• The number of web sites devoted to promoting indie musicians continues to explode, as the national record folks try to find a way to reverse the downhill - despite recent increases for some - slide of product sales. Said proliferation indicates that the Web is the future of music.
On the other hand, the record companies are trying the usual corporate moves, particularly at Warner Bros., where CEO Edgar Bronfman Jr. has slashed 1,600 jobs, cut wages, and increased employee contributions to their health care at the company in order to improve the bottom line in advance of an IPO (Initial Public Offering) of stock. The company filed the necessary paperwork on March 11. They are seeking to raise 750 million dollars. Observers see the move as a "referendum" on the future of the music industry, particularly since Bronfman and his investors have been raking cash out of the company over the past year, both in repayments and in salaries, while cutting their talent search divisions.
Vivendi, meanwhile, is feeling flush, thanks to very large sales by Eminem and U2. Their profits rose for the first time in four years, so shareholders are looking for a dividend.
• Arthur Jacobus, President of the Kentucky Center, is leaving after only a couple of years to take a job with a California-based interactive wining, dining and humanities business called COPIA. Jacobus performed the traditional turn-around exec's main task: trimming the work force and increasing revenues, mostly by focusing on middlebrow entertainment. He managed to avoid any brawls with any of the various unions associated with the Center and its various arts groups, because nothing really came up during his tenure. Now the Center's Board has to once more find a President. Best of luck to them - they'll need it.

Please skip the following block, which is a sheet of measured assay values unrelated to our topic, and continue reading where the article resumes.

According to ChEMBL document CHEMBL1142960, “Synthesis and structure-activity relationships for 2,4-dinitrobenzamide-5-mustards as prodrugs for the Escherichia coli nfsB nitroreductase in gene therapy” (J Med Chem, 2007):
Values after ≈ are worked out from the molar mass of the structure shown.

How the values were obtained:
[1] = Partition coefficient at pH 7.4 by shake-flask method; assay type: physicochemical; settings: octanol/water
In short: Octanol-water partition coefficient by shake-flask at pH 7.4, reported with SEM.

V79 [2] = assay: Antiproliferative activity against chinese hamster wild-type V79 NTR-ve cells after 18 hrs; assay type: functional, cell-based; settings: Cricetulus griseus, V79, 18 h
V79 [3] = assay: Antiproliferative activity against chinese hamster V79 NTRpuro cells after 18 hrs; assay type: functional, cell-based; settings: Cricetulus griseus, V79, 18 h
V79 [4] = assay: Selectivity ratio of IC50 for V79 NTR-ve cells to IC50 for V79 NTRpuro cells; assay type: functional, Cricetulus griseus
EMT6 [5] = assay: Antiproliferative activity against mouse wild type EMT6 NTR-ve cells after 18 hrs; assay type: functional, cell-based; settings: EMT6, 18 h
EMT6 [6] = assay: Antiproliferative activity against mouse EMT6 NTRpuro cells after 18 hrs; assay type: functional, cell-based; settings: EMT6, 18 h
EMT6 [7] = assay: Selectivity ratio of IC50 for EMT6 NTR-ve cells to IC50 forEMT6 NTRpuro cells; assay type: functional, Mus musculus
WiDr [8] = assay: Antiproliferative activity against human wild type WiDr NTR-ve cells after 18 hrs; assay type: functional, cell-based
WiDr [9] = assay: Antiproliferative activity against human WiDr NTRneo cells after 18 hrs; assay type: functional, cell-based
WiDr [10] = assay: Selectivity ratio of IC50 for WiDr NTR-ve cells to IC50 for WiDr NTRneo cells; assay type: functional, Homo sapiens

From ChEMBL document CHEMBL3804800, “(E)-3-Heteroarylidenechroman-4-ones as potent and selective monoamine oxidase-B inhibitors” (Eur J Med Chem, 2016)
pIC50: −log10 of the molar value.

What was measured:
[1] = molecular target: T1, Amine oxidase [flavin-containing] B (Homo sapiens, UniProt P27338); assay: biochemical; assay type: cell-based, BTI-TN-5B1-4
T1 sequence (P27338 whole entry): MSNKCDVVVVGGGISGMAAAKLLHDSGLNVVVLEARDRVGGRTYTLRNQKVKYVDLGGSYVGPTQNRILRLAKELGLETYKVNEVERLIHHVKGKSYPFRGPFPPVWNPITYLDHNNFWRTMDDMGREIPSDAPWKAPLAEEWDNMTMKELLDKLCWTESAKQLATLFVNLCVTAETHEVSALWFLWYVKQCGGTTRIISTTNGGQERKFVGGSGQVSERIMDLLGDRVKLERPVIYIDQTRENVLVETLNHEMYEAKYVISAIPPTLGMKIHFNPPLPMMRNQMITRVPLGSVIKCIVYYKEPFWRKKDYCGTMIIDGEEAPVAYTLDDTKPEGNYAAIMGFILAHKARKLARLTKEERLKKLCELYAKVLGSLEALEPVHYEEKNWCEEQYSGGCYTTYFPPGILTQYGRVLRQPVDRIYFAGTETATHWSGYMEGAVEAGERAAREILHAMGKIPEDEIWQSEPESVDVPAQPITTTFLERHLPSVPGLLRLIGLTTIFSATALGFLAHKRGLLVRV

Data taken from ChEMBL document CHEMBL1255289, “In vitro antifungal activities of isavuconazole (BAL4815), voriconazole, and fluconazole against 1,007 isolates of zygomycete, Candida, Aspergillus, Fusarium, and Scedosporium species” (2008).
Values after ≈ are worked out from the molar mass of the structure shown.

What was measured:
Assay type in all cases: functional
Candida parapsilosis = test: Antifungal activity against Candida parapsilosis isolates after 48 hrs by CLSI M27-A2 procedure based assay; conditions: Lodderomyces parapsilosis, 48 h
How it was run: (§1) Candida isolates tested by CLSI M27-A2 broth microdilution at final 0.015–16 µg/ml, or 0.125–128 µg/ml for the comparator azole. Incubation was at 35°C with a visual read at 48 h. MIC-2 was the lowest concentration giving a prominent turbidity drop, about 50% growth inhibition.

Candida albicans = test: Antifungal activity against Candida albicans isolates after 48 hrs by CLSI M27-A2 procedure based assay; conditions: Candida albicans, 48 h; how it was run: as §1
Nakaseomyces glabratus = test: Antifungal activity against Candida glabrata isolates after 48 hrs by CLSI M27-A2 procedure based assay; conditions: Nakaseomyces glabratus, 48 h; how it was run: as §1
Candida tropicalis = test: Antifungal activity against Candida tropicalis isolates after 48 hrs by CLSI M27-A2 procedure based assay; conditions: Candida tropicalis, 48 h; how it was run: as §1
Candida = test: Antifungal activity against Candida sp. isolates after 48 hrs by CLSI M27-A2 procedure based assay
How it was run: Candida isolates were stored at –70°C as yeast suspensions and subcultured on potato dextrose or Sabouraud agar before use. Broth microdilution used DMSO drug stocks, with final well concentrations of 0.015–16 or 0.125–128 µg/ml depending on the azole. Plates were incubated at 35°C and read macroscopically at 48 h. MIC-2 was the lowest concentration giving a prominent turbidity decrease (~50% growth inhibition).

• On the comedy side of things, Tom Sobel has sold his Comedy Caravan to a Lexington comedy outfit. He'll continue to run the club. The other comedy club, Rascal's, folded their tent at 4th Street Live! and slinked away. For the record, Sobel had predicted exactly that for the Rascal's club last year..
• Sell a band on Ebay? Sure, if it'll get you some work and some money. The Ebay "item" in question is "Rock Band Atlas". Winning bidden will have the talents of the band for three months, during which the band will write music for a T.V. commercial, radio or just perform for corporate events. You can find out about the band at www.atlaslive.com.
• The now-retired Marvin Maxwell clearly is spending his days surfing the `Net. He sent along this link : http://bandtoband.com/, along with the comment "This could eat up HOURS of valuable time..." The site is a variation on the "Six Degrees of Kevin Bacon" notion. Click on any two bands in the site's list and it will track the "connections" between them, listing the individual making the connection.
• Benham, Marilyn Sue, 53, died in Brandenburg on February 24. She was a member of her family gospel group, the Singing Journeymen.
• Grigsby, Francis Cruise, 92, died in Louisville on February 27. She was a retired ragtime piano player who performed at clubs and restaurants in the area.
• Miller, Bradford Gene, 52, died in Louisville on February 28. He was a musician.
• Mudd, C. Patrick, "CP," "Pat," 61, died in Louisville on March 19. He was a composer of songs for Catholic worship from the mid 1960s forward.
• Tobin, Willie S., Jr., 75, died in Chicago on March 21. He was a musician in Louisville during the era of entertainment along Walnut Street.
• Quinn, Eugene F., 84, died in Louisville on March 9. He was a retired director of the music department for the Kentucky Baptist Convention, sang in choirs and was a founding director of the Kentucky Baptist Men's Chorale.